Listen to the full podcast
[The following is a partial transcript of this episode of The Scott Alan Turner Show. Listen to the full episode to hear this story, listener questions, money hacks, and inspiring stories of people that are changing their financial lives. Subscribe to the free podcast on iTunes or Google Play]
Is it easier for high income earners to get richer because they make more money?
Most people at some point in their life believe that
- “If I can earn more, I’ll save more”.
- “If I just made another couple thousand more a year, I’d save that”.
- “When I get that big bonus, the tax refund, the raise, I’ll start investing”.
Think back, have you ever said something like that to yourself?
It’s going to be easier to become rich, with more money coming in. It sounds pretty simple, right?
- 25% of families making $150,000 a year or more are living paycheck-to-paycheck.
- One in three earning between $50,000 and $100,000 need their next paycheck to survive.
- For those earning less than $50,000, that percentage increases to half.
It doesn’t sound like it’s easier to become rich. There isn’t a big gap there between what people make and living paycheck to paycheck.
Sure, as people earn more, the potential to save more goes way up.
But potential doesn’t build wealth. Saving builds wealth.
It’s kinda like everyone has the potential to make a cake from scratch. But unless someone buys the ingredients, mixes them up, and puts it in the oven at 350 degrees for 25 minutes, nobody is getting dessert. Which is a shame.
If you’re already a saver or already part of the millionaire club, nice work! You’ve rocked your finances and overcome the struggle.
If you’re not there yet and working through the struggle, think about this:
Thomas Stanley in the best seller The Millionaire Next Door wrote:
If you live in a pricey home and neighborhood, you will act and buy like your neighbors … the more affluent the neighborhood, the more it’s residents spend on almost every conceivable product and service,“ he wrote. ”We take our consumption cues from our neighbors.
You can find that on every income level and every purchase.
Who you hang out with determines where you go out to eat, and then how much the food costs.
A family with kids that play sports, is going to want to buy the latest and greatest Air Jordan basketball shoes. Everybody knows you can’t dunk a basketball wearing $59.00 Converse All Stars, only the $259.00 sneakers make that happen. I think they have an anti-gravity feature at that price point.
Cars of course. A nice car shows everyone that someone has ‘arrived’ in life and their career. If only everyone would realize the bank owns the car, the driver is just borrowing it, it would be much less impressive.
You’re $800 a month car payment Turner, it was so impressive.
Everyone experiences lifestyle creep. I was having a conversation this morning about today’s show topic. One person made the comment nobody is living like they did when they went to college.
What’s also true, is it’s ok to not go back quite that far and living off ramen noodles to build wealth.
Less stuff, more joy. Just ask Marie Kondo. I don’t know why, I keep wanting to call her Kobiashi Maru, which isn’t even a person. It’s the name of an exam.
The Magic Art of Throwing Out Crapola, it will bring you great joy. It’s the new way to clean up where you live! Do you know Katie, she charges thousands of dollars to come to your house and boss you around. I’d do that job for half the price. I love to clean.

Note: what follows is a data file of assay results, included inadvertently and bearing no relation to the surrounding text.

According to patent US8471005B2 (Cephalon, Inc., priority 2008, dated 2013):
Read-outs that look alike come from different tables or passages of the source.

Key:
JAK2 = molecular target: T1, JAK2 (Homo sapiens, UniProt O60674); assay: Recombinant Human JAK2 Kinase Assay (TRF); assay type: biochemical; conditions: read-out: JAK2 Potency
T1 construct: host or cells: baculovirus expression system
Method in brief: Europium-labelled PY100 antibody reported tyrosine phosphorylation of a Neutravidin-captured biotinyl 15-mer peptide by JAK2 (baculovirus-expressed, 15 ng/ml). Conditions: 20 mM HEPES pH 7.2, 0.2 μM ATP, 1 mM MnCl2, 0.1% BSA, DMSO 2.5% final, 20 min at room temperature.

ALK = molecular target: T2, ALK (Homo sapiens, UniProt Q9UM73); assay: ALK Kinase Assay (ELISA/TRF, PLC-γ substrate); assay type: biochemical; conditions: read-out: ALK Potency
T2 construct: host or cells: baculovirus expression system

Less stuff, less problems which results in less stress.
Less stuff, more money for things you probably place more importance on – retirement, college savings, vacations, the next car or house.
Try this – just go clean out the junk drawer and see how that feels. Or clean out the fridge. Ahhh. So much happier, right?
Realize most people who have nothing and no money, have more than a doctor or lawyer with $200,000 in student loans. My 5-year-old daughter, who has $14 now – $10 from selling honey, and $4 from the tooth fairy, has more money than a Doctor earning $250,000 a year, who probably spends $250,000 to look good.
There is a trickle down effect from having your income support your future rather than using your income to support your spending.
- More money for the kids college.
- Moms or dads that want to stay home when the baby shows up, you don’t have to figure out how to make it work going from two incomes to one income.
- leaving that bad job behind
It’s a trap and a vicious cycle. As income goes up, lifestyle goes up, and it’s very hard to go back down. People feel like they have to maintain their lifestyle or else something must be wrong. It’s never downsizing my friend, it’s rightsizing. It’s what’s right for you.
Know we all have lifestyle creep. Sometimes it’s a good thing to get some more joy out of life. I believe everyone deserves to eat at a nice Italian restaurant. I’ve come a long way since growing up on Chef Boyardee and Spaghetti O’s. Olive Garden, is not your final destination. If it is, go see a doctor my friend and get your taste buds checked out.
But that’s lifestyle creep, right? Keep your focus on what’s important, and understand you have this spending plan that allows for certain things. But people who constantly max out their life to match their income are minimizing their free time because they need to keep working and working and working to pay all the bills.
People will never be able to stop working until they stop spending everything.
You can break the cycle, by breaking the cycle.
It’s no necessary for you to win all the battles, but you will need to win the war.
Free Access to Scott's BEST Money
Be More. Earn More. Save More. Thrive More. Join my list to have a rich life now.